Going forward, we are really trying to shine a light on how we can better position ourselves as a translational research institute and promote innovation at Robarts as a cornerstone for future development. We’re collecting exactly the kind of information we need to inform the development of a strong, robust and creative plan that will provide a blueprint for how the Institute moves forward during the next five years. Ultimately the plan will help to define the essence of Robarts and what differentiates us from other health research institutes.
We want to have the plan done and ready to share in about a year from now. Although the timelines are aggressive, we realize the importance of having the plan in place in a timely manner.
What is your future vision for the Institute?
The future vision has to be a shared vision, and it will grow out of the strategic planning exercise.
It will necessarily include building to strengths and defining what is special about Robarts. Looking to the future, the phrases and words that come to my mind when I think about Robarts are precision medicine approaches to translational heath research, innovation, and research excellence, all fueled by a very high level of technology that serves as a critical infrastructure platform for our work. It is also important to emphasize that we operate in a strong clinical context. As such, we want to be able to position ourselves to capitalize on this and drive health research translation.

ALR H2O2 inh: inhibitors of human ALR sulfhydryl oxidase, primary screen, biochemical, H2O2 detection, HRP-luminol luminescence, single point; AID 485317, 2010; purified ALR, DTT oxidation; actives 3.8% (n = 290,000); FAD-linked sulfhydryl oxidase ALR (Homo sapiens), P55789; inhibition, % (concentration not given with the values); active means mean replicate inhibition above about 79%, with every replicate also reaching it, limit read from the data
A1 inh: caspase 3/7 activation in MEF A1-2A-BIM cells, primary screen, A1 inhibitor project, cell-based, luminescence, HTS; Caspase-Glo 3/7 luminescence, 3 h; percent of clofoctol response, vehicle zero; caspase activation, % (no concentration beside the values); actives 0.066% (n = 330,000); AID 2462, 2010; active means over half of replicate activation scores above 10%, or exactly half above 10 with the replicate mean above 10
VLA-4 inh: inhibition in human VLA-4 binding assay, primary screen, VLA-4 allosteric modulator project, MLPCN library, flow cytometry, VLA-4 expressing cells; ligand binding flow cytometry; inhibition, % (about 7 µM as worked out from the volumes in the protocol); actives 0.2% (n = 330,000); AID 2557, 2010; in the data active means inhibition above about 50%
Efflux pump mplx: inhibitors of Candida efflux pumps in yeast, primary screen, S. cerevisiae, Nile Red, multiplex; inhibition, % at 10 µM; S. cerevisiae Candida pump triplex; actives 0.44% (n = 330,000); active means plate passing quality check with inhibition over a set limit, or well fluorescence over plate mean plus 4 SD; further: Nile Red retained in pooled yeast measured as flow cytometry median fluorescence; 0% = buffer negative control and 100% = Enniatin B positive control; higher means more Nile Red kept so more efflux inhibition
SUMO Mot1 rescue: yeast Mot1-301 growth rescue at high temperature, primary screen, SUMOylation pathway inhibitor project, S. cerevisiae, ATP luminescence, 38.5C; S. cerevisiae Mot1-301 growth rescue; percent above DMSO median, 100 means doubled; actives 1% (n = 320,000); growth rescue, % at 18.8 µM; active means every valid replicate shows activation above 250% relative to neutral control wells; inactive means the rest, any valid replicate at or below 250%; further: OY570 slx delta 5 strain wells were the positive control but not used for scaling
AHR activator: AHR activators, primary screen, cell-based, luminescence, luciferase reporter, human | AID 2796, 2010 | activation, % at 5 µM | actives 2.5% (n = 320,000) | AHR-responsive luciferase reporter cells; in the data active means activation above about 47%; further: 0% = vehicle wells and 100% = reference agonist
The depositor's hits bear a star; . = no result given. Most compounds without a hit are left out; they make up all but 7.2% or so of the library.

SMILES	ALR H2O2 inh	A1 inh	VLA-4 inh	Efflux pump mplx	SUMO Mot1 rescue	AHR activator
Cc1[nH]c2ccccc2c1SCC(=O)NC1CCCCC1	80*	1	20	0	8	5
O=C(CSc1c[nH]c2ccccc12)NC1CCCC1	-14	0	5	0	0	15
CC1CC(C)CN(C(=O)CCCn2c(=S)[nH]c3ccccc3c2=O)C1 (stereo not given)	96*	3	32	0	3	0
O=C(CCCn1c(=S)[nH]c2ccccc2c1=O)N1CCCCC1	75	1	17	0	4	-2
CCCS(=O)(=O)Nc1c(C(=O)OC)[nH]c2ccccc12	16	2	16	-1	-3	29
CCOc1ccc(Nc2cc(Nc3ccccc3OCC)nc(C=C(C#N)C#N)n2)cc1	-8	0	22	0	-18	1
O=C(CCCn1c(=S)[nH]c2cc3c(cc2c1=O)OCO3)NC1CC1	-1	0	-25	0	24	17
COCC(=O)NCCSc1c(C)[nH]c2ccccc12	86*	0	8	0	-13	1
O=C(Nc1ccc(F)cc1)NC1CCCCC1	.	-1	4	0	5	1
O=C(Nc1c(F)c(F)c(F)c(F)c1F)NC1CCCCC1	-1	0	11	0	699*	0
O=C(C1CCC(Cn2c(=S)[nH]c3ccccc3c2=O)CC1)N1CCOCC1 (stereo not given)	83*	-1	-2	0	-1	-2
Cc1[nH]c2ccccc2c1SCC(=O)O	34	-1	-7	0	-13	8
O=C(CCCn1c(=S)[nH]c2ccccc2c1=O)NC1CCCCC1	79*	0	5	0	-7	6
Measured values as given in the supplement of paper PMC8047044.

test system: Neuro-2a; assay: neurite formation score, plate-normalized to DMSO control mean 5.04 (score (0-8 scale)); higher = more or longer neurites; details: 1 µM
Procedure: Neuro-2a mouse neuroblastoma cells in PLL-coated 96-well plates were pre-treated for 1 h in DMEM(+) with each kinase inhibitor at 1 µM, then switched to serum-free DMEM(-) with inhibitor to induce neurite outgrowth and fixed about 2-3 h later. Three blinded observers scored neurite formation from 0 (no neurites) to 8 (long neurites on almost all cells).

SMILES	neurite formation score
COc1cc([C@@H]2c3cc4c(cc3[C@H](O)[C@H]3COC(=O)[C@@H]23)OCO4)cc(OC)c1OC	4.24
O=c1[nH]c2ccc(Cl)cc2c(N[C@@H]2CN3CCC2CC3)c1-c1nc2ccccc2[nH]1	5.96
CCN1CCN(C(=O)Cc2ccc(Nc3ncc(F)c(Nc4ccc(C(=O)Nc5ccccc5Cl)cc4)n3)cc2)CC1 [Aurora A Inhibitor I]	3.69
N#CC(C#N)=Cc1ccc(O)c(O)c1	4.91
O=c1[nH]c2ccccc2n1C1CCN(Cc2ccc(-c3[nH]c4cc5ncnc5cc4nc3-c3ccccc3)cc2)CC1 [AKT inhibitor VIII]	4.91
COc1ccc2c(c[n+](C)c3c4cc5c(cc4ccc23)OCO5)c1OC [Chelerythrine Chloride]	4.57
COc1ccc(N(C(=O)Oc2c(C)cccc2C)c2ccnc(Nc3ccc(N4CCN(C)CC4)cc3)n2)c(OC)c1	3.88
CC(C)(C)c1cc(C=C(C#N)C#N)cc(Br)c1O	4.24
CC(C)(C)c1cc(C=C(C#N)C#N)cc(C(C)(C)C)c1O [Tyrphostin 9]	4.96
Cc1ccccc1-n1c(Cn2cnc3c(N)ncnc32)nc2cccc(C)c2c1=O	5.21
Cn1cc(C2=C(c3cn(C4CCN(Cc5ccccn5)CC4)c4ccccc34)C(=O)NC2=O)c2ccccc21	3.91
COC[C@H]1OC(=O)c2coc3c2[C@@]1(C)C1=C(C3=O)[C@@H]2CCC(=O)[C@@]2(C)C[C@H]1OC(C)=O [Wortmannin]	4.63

When these concepts are put together, it paints an exciting picture about how we can move an innovation agenda forward through the forging of new strategic partnerships to make sure that we’re translating our fundamental research discoveries.
Robarts affords a highly innovative and exciting environment that will most certainly shape our future development. It is important to realize that innovation is not limited to research – we are actively thinking of new ways to foster innovation as it relates to training the next generation of scientists that will also factor into our future plans for the Institute.
What do you see Robarts’ role in the community being?
This is something that we’re actively discussing, and various sectors of the community will form key stakeholder groups that we’ll be reaching out to during our strategic planning process. We feel that the interaction between Robarts and the community has to be very strong – it’s essential that the community know what we’re doing, why it’s relevant and how the work that goes on at Robarts makes it a special place.
Our relationship with the community will also guide the development of strategic partnerships. Groups that we will be meeting with in the coming weeks will include, for example, the London Economic Development Corporation and Tech Alliance. We certainly believe that there are a number of organizations in this city who we could better work with to drive aspects of our innovation agenda.